Whole-genome scan helps select best treatment for childhood cancer

September 14, 2012

A whole-genome scan to identify large-scale chromosomal damage can help doctors choose the best treatment option for children with neuroblastoma, one of the most common types of childhood cancer, finds an international collaboration jointly led by The Institute of Cancer Research, London.

The researchers called for all children diagnosed with neuroblastoma worldwide to have a whole-genome scan as a standard part of their treatment.

Neuroblastoma, a cancer of the developing nervous system, is sometimes very treatable but other forms are highly aggressive, making the disease overall one of the leading causes of death from . As intense treatments can carry life-long side-effects, identifying the form is crucial in giving an accurate and deciding the most appropriate care.

Scientists examined the medical records of 8,800 neuroblastoma patients from around the world and found that several large-scale were strongly linked to , and that a whole-genome scan would therefore be more effective at predicting prognosis than tests for individual . The study is published in the today.

Senior author Professor Andy Pearson, Cancer Research UK professor of paediatric oncology at The Institute of Cancer Research and a paediatric consultant at The Royal Marsden NHS Foundation Trust, said: "Our study has found that every single patient diagnosed with neuroblastoma should have a whole genome assessment. The technology required to carry out these scans has become much more widely available and cheaper over recent years, and we believe most diagnostic labs in developed countries worldwide should have this capacity. These gene tests would help doctors provide a more accurate prognosis and decide the best treatment for their patients, which could potentially save more lives and spare other children the risk of serious side-effects."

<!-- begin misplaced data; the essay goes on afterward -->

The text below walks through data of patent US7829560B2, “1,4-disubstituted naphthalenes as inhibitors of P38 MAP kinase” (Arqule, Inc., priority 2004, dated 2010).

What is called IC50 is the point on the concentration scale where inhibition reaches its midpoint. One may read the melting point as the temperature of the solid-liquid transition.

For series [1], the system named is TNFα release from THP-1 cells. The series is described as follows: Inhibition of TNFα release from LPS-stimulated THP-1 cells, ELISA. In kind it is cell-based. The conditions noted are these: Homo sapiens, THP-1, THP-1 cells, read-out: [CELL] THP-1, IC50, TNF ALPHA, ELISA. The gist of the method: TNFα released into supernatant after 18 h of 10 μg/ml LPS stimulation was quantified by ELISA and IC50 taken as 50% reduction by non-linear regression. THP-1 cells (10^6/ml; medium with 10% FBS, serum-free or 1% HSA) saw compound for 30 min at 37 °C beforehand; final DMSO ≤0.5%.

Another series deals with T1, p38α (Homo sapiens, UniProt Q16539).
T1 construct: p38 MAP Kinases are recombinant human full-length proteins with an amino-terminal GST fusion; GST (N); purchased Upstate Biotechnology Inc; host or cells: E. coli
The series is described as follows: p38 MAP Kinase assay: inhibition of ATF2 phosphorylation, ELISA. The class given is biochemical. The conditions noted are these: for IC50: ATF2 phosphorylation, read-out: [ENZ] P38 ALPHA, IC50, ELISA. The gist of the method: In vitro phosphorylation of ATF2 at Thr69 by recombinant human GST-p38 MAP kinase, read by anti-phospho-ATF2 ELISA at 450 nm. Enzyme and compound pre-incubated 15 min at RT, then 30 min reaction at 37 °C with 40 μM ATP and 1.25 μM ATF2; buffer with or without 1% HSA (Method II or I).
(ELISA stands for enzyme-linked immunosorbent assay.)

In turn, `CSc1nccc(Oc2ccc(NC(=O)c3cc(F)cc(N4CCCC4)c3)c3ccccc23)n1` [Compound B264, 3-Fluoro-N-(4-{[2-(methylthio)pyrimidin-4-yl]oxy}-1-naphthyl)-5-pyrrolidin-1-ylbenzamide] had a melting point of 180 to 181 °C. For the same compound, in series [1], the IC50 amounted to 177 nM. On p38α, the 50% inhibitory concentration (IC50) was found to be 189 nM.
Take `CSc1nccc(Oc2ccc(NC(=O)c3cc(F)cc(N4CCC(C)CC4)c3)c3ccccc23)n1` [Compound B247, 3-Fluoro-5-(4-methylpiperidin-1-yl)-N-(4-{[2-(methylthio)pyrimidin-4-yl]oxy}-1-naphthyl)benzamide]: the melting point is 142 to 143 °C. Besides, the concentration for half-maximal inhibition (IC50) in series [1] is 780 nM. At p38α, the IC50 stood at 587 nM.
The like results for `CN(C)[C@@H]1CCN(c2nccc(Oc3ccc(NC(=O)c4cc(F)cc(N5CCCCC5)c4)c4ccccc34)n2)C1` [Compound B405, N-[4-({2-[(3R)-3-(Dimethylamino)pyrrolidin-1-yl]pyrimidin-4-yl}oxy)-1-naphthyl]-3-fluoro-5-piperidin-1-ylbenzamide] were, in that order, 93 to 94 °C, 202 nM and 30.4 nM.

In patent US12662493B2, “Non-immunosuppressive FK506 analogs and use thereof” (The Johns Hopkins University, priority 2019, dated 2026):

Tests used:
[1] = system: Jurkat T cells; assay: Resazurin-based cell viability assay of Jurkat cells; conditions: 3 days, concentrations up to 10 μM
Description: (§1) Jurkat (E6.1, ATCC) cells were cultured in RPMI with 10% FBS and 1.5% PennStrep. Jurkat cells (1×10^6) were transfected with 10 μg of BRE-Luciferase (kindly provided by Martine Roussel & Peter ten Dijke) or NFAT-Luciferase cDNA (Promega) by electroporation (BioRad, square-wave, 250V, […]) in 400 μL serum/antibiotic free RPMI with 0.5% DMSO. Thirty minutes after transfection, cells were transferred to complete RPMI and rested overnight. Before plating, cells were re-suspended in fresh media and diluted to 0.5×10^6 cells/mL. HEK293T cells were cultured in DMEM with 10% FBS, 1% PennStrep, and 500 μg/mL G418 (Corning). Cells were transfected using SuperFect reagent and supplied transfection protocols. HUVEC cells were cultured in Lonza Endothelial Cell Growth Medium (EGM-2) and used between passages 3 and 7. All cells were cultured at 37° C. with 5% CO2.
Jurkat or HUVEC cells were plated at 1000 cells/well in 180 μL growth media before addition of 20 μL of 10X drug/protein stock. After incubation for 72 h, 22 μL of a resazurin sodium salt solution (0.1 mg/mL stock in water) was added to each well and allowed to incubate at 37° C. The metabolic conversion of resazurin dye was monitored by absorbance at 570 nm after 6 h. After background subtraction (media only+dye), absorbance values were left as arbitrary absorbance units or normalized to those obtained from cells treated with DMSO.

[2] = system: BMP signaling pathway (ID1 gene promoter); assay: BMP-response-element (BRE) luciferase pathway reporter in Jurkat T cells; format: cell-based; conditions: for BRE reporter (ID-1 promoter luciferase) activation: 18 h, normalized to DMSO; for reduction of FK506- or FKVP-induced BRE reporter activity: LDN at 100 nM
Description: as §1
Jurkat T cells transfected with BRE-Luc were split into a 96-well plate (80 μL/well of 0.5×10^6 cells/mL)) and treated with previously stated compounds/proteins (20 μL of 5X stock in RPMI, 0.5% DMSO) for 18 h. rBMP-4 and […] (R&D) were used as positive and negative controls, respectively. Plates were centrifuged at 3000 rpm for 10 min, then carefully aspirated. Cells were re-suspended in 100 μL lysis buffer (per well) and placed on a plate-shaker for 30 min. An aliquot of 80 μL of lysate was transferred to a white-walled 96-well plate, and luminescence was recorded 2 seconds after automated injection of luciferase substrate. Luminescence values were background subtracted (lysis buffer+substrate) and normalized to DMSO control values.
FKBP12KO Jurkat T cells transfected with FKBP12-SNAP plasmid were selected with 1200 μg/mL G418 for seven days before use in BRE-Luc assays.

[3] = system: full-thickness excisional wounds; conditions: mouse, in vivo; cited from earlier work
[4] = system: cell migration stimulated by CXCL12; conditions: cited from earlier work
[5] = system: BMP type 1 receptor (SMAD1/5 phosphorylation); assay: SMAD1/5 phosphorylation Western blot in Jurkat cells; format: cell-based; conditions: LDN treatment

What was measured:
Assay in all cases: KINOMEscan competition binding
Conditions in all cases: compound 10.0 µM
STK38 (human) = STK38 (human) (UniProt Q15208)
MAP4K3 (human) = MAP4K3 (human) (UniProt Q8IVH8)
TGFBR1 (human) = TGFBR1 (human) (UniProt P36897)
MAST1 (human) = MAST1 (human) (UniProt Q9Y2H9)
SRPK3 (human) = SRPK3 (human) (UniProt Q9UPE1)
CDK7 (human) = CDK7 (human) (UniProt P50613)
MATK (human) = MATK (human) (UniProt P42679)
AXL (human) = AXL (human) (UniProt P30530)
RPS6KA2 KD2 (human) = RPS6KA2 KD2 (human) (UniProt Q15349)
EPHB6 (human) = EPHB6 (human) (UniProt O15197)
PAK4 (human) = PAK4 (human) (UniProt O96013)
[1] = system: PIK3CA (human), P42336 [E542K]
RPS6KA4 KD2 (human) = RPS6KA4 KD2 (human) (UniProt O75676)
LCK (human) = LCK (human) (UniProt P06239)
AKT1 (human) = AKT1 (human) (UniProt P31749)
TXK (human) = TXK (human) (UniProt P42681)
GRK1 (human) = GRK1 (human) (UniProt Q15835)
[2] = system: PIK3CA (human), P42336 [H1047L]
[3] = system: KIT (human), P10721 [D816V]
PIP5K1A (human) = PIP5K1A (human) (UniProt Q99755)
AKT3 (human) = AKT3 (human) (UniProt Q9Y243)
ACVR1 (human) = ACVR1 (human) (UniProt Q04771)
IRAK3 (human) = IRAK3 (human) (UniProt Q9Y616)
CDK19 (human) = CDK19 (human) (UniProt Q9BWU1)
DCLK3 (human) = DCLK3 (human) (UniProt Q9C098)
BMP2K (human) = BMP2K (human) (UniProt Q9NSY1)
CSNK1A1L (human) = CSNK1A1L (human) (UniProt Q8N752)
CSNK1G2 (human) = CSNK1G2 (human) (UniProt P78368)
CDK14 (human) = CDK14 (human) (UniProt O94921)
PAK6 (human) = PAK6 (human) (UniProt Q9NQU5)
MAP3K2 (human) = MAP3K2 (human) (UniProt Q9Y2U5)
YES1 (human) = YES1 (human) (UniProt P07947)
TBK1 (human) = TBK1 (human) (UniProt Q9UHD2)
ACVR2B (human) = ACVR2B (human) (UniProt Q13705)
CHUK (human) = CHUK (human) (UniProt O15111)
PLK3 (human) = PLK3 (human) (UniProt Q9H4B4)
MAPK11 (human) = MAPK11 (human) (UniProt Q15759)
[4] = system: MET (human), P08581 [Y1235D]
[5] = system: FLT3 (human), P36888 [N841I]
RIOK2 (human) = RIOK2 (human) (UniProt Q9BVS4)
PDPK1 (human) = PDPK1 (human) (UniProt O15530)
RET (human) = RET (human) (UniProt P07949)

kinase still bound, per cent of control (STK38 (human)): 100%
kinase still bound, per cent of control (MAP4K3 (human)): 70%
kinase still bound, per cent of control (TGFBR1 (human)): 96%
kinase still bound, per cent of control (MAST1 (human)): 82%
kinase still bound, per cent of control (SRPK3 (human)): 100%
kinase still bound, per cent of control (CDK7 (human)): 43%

The study builds on earlier work by the same international team, called the International Neuroblastoma Risk Group, who proposed classifying tumours based on 13 characteristics including the status of three genetic alterations (ploidy, MYCN and the segmental gene alteration 11q). Since the system was introduced four years ago, scientists' understanding of the genetic causes of aggressive neuroblastoma has improved and evidence has emerged of a number of other mutations that may be relevant to the disease.

The new study links two further segmental gene alterations - mutations that involve the duplication or deletion of large sections of DNA – to patient survival, specifically 1p status and 17q status. It further concluded that scanning the whole genome provided the most prognostic information, as it took all these factors into account along with less frequent but important genetic changes that also had an impact on survival. The team is now planning to update the official classification system to incorporate the new information, which should improve the personalised approach to therapy for neuroblastoma.

Explore further: Scientists develop new strategy to overcome drug-resistant childhood cancer